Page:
Differences between autocratic and democratic leadership
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Does a leader “show the way” or does a leader “guide and inspire”? These alternative Collins dictionary explanations point to some of the key differences between autocratic and democratic styles of leadership.
Leadership Experts point out that there are advantages and disadvantages of each style and that each has requirements and effects upon managers, staff and the situations in which they are practised. Ideally, leadership styles will vary depending upon the task and prevailing situation.
Autocratic leaders make decisions and issue orders to subordinates with the expectation that these will be carried out. Thus the leader is in control, exerts authority and does not refer to subordinates for advice or suggestions. There is an assumption that the autocratic leader knows best.
In contrast, democratic leaders will actively consult with subordinates, will delegate and share responsibility and will seek feedback from others. This style of leadership takes a more collective approach to decision making. More effective decisions can be made through greater knowledge and feedback.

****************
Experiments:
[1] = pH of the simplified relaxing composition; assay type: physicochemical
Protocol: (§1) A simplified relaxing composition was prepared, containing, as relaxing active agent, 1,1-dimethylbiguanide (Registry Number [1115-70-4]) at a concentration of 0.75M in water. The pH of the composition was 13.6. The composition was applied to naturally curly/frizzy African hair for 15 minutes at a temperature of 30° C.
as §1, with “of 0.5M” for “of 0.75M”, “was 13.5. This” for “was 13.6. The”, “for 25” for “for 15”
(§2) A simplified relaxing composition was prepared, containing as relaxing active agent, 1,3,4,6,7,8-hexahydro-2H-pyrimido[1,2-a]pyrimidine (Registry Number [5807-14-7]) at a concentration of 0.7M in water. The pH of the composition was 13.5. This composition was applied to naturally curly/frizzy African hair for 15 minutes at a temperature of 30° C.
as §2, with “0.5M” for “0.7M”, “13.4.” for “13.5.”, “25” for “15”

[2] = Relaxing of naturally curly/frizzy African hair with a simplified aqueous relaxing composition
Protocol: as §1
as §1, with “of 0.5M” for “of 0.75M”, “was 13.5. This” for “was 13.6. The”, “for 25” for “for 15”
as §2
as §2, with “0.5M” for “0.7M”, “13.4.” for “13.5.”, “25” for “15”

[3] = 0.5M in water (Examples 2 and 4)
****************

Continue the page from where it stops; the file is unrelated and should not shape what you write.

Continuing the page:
By devaluing the views or suggestions of subordinates the autocratic style of leadership can result in de-motivation of followers and difficulty in developing skills within an organisation for succession planning. Subordinates can feel distant from the organisation as decisions are out of their control. Strict discipline is often associated with this style.
Conversely, the inclusion and valuing of ideas and suggestions from subordinates can act as empowerment under democratic leadership. Subordinates are able to develop their own decision making and leadership skills through delegated responsibility and to take ownership of work.
Periods of crisis or short term deadlines for technical work, are ideal situations for quick, clear decision making of an autocratic leader. Extremely large organisations with low skilled workforces also often deploy this style due to scale and limited contact between manager and staff. Its use in the military is a standard example.
Professional and non-profit making organisations are more likely to practice democratic leadership where decisions may be based upon detailed expertise, creativity or professional judgements, in situations that are more measured and inclusive than those benefitting from autocratic styles.
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Control of decision making results in responsibility and accountability resting in the hands of the autocratic leader. Although concentrated and speedier, it potentially limits the quality of those decisions whilst increasing the level of stress and expectation placed upon the leader. Effectiveness will depend upon the level of confidence, capability and strength of the individual leader to take control.
In democratic leadership the inclusion of others in making decisions can be viewed as a weakness, whilst delegation can be seen as passing the buck. Decisions may be of greater quality but are arrived at more slowly. Accountability still rests with the leader of the group who will need to be confident, strong and capable enough to delegate, to accept feedback and to take responsibility for the outcomes.